We have some exciting plans for CBA this year and we need your support to help expand our efforts to scale biochar production and use. Check back soon for more details. Click on the donate button above to make a tax deductible donation. The Sonoma Ecology Center, a 501C3 with a 25-year track record, is our fiscal sponsor. Thank you in advance!
The California Department of Food and Agriculture’s (CDFA) Fertilizer Research and Education Program (FREP), in cooperation with the University of California at David, recently held a well attended Biochar Field Day near Winters, California.
The event brought together researchers, industry representatives and other interested stakeholders to discuss the feasibility of biochar use in agroecosystems. Presentations highlighted research, showcased available resources, and provided up-to-date information on biochar use in California agriculture. CBA was well represented with a number of members in attendance and a poster presentation was given on CBA’s mission and goals. Members attending were Steve Fehrer from Butte College, Grant Sheve from Oregon Biochar Solutions, Sophia Pant from Butte College, Michael Maguire from the Governor’s Office of Planning and Research, Thor Bailey, Green Carbon Nexus, David Morell and Raymond Baltar from Sonoma Ecology Center, Kevin Foley from Premier Mushrooms, and Bob Norman.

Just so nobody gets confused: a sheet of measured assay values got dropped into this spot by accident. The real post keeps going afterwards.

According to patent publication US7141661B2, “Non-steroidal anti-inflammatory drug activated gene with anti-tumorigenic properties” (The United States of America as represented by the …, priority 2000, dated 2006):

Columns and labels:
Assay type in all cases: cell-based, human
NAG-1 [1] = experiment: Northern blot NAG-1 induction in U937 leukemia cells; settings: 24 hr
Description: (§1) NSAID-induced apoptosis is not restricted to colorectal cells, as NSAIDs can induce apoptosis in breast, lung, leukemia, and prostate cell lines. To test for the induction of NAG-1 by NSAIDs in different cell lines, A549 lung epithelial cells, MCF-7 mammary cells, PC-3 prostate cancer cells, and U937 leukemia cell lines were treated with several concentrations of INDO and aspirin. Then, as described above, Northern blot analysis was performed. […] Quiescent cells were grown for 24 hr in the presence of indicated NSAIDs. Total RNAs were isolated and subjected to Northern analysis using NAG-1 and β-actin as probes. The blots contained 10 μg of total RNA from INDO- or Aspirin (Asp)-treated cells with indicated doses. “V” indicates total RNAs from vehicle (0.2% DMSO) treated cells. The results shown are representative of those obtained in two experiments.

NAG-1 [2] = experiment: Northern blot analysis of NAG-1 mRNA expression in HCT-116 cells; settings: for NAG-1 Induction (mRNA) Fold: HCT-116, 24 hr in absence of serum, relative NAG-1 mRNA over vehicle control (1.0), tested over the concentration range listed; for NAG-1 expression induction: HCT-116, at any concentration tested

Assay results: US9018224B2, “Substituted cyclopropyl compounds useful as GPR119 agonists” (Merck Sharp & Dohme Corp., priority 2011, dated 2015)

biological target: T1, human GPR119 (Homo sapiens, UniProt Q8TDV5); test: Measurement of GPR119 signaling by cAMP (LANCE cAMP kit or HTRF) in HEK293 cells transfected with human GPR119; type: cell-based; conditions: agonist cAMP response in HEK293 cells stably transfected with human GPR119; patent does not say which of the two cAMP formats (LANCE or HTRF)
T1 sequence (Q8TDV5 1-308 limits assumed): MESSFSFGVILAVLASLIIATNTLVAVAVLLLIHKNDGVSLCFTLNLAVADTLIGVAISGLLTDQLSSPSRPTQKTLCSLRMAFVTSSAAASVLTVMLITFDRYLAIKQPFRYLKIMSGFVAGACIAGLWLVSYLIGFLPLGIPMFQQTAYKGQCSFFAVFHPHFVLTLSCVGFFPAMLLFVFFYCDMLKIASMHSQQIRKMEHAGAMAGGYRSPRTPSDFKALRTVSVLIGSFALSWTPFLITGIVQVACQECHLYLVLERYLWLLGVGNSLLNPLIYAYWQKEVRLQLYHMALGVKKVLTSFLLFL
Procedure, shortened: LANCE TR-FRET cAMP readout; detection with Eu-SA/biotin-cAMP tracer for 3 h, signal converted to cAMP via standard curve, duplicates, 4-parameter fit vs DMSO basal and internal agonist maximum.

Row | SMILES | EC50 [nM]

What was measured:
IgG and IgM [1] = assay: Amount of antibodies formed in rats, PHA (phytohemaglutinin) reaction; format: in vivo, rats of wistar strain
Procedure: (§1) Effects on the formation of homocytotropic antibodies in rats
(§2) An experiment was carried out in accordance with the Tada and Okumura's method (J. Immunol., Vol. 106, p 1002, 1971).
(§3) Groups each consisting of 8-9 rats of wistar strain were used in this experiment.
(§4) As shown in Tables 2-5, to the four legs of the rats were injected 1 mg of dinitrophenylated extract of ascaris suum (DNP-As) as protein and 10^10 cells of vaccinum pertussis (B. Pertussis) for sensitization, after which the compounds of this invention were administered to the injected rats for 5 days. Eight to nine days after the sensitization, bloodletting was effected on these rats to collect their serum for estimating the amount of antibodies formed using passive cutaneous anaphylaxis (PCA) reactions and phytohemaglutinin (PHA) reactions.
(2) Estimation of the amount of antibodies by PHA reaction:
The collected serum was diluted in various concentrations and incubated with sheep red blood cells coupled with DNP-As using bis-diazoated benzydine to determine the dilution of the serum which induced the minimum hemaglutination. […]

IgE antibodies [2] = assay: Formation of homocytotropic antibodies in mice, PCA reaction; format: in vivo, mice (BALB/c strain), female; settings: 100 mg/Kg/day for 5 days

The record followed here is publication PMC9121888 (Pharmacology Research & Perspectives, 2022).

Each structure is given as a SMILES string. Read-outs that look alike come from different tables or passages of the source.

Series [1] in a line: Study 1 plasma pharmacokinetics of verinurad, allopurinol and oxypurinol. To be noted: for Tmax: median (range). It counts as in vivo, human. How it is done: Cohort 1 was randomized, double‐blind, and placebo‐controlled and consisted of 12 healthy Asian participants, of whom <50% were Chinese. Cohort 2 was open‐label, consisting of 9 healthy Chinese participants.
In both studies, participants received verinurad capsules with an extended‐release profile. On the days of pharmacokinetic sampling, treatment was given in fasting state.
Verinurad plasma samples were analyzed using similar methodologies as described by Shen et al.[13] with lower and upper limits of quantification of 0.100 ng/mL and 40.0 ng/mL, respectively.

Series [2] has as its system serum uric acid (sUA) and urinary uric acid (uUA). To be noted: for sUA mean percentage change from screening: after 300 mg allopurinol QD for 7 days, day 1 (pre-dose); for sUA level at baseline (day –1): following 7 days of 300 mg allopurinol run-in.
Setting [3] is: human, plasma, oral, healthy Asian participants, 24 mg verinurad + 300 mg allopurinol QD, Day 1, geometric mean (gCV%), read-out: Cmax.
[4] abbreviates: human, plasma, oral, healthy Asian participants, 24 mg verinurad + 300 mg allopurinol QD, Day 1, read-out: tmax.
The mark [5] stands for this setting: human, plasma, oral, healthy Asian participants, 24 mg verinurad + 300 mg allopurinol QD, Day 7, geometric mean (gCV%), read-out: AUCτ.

State of California Natural and Working Lands Sector
GHG Reductions and Carbon Sequestration Goals for California’s Forests, Rangelands, Wetlands, and Farms
- Public Workshop on the California 2030 Natural and Working Lands Climate Change Implementation Plan
News from CBA Members: 5/5/18 Butte College BIOCHAR R&D Team and Friends:
Executive Director, Sustainable Community Development Institute (SCDI)
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I have found this Biochar Network Twitter feed to have some great links to biochar activities around the world. Check it out. Raymond Baltar https://twitter.com/Biocharnetwork?t=1&cn=ZmxleGlibGVfcmVjc18y&refsrc=email&iid=dd557ed7079e422c98147001b85bb684&uid=2426138166&nid=244+272699405